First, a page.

Pitchers are a bit different because we know the warning signs -- or think we do -- that predate major elbow problems. A player's forearm strain is something that a fantasy player should view seriously, for example. A back injury can linger for months. Shoulder woes are a big deal. Minnesota Twins right-hander Ervin Santana, however, has a finger injury. He should be fine with little chance of recurrence or lingering woes. Anyone can get hurt, but in general, I do not look for later-round value for an injured player because we know from the great Stephania Bell that the biggest predictor of an injury is previous injury. Drink your milk and get lots of sleep, kids!
AJ Mass: There are different kinds of injuries, and not all of them should be handled the same way. Sore shoulders, contusions and minor hamstring woes aren't going to impact my draft strategy much, if at all, unless the injury occurs in the final few games of the spring. Most of these types of bumps and bruises will be completely forgotten once the games start to count in the standings.
However, if I hear "elbow" or "tear" or "broken" -- well then, we're going to have to tread very cautiously if there's not a lot of information available at the time of our draft. For example, if I had drafted Tuesday, when the extent of Yuli Gurriel's hand injury was still a bit of a mystery, I'd probably have dropped him a minimum of 2-3 rounds simply because of the uncertainty. Of course, now that we know he's undergone surgery and will miss at least the first week of the season, if not more, he's nothing more than a late-round flier.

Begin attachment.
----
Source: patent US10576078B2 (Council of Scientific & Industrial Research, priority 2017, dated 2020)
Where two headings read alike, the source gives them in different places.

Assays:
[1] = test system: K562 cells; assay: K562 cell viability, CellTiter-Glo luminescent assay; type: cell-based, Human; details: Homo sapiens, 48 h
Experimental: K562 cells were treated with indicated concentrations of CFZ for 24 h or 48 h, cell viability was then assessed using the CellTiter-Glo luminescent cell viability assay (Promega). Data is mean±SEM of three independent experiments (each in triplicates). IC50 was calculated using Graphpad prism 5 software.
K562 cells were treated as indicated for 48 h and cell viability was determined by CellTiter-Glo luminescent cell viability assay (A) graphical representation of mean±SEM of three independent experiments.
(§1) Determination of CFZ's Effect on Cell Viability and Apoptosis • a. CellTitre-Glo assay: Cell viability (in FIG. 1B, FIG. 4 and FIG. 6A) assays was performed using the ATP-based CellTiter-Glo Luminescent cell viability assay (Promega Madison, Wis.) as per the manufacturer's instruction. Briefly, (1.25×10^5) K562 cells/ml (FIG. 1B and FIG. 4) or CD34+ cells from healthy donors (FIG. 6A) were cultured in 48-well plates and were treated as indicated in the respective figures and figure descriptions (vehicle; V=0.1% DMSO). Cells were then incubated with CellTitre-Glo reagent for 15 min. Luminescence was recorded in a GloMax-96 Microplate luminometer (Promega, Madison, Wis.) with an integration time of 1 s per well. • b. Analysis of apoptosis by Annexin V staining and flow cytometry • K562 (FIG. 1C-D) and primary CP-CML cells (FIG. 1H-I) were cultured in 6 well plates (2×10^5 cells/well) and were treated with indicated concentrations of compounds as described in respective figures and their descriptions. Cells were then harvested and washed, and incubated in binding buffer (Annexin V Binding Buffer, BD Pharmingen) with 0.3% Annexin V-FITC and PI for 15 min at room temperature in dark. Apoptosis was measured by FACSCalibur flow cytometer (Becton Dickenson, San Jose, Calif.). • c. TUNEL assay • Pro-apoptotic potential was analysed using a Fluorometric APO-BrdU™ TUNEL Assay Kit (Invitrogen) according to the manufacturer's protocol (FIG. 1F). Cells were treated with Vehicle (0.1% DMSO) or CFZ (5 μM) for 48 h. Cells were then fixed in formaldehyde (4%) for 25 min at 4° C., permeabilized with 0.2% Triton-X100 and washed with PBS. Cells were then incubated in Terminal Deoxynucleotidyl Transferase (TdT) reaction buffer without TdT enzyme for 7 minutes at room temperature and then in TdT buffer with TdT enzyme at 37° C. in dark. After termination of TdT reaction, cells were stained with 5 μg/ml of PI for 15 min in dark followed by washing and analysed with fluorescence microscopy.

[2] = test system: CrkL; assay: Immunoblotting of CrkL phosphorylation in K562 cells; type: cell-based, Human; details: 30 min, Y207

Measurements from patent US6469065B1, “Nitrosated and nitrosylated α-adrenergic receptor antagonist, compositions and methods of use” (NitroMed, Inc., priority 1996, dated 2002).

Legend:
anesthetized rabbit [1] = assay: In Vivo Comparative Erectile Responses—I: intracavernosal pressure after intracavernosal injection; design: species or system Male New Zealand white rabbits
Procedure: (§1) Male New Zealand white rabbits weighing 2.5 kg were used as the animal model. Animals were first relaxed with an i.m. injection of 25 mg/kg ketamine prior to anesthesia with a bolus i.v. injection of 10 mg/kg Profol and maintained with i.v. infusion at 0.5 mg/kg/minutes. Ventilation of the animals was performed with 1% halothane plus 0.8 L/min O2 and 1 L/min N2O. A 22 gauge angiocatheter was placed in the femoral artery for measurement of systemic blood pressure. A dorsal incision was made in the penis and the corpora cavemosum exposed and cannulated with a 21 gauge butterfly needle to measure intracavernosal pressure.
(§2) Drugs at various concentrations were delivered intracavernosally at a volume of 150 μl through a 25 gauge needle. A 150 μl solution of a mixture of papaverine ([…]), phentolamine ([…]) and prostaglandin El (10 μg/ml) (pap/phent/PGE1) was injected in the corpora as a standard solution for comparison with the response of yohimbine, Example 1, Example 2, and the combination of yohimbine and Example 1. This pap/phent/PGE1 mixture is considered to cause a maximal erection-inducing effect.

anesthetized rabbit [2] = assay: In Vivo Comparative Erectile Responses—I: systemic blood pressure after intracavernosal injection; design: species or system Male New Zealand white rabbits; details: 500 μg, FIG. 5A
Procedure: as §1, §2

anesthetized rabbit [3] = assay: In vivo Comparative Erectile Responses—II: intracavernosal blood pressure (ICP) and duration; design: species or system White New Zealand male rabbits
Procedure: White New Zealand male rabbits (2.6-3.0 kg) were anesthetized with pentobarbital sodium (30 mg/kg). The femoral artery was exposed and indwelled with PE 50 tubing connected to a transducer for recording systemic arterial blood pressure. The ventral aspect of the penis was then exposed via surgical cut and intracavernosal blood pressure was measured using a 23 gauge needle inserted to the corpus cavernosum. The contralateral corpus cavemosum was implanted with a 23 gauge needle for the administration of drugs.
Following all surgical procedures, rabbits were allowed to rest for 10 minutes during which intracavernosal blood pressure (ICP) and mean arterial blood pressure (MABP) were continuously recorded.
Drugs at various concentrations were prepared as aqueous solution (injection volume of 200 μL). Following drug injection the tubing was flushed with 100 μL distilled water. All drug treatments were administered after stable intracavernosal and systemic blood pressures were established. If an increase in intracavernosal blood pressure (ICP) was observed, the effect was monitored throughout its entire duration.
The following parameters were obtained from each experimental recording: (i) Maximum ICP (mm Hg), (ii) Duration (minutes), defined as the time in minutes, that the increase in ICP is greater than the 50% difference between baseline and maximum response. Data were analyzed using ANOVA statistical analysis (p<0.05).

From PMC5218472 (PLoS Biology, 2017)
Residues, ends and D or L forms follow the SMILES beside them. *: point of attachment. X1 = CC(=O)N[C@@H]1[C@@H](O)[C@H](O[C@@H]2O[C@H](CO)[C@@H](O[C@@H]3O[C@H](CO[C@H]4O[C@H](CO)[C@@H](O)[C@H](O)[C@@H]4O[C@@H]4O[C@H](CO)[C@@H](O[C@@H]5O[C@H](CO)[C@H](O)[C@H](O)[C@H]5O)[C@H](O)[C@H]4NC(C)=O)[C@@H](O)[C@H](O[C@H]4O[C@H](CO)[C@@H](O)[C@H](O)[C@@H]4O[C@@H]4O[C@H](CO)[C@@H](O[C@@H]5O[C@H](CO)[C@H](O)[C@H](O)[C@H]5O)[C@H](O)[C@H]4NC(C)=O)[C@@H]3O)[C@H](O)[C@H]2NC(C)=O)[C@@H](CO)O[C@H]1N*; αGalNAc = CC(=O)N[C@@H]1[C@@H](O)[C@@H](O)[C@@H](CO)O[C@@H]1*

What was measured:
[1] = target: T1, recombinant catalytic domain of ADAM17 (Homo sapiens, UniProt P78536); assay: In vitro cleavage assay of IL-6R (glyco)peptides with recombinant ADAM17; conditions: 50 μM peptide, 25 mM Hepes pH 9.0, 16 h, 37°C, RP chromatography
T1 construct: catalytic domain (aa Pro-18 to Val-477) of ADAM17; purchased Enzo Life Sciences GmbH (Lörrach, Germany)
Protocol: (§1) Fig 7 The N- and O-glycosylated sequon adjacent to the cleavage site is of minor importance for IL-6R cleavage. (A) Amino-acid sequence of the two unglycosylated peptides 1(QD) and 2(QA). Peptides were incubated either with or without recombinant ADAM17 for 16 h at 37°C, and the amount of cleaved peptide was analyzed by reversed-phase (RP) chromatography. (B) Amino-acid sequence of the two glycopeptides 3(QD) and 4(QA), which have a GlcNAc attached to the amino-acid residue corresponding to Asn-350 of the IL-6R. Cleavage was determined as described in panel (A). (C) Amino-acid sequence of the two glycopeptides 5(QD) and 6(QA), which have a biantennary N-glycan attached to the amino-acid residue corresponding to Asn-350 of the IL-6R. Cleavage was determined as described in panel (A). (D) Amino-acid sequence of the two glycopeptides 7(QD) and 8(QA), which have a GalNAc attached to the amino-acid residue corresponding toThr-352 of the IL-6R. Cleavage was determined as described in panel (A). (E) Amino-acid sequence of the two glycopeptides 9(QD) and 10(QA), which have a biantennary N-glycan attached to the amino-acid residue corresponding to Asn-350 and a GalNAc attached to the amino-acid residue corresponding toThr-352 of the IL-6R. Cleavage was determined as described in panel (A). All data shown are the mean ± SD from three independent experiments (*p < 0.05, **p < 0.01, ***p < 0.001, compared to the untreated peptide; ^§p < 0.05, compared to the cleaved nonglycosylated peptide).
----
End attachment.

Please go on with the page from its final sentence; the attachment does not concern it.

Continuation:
Having that timetable for a return is key, just as in the case of Pedroia -- whose recovery from knee surgery currently seems to be on a track which would have him miss no more than the month of April, and potentially much less time than that. Given his upward trend, I'm more likely to take a flier on him with one of my bench spots now than I would have been even just a few days ago.
Kyle Soppe: This is a simple one for me ... I don't worry about drafting injury-riddled players. That's not to say that I don't care about them, but it is to say that I will consider every player at all times. If I end up drafting a player with a track record of missed time, it affects my draft moving forward, but I'm never going to take a player off my board due to injury concerns.
In these times of social media and news spreading so fast, it is not as if I am going to have information that my leaguemates do not, so I welcome the injured players that often come at a discount, understanding that I will adjust in the later stages to hedge my bet a bit. Does this come with a bit of risk? Of course it does, but players are going to get hurt one way or another, and if I can get nice draft-day value, the reward is greater than the risk in my opinion.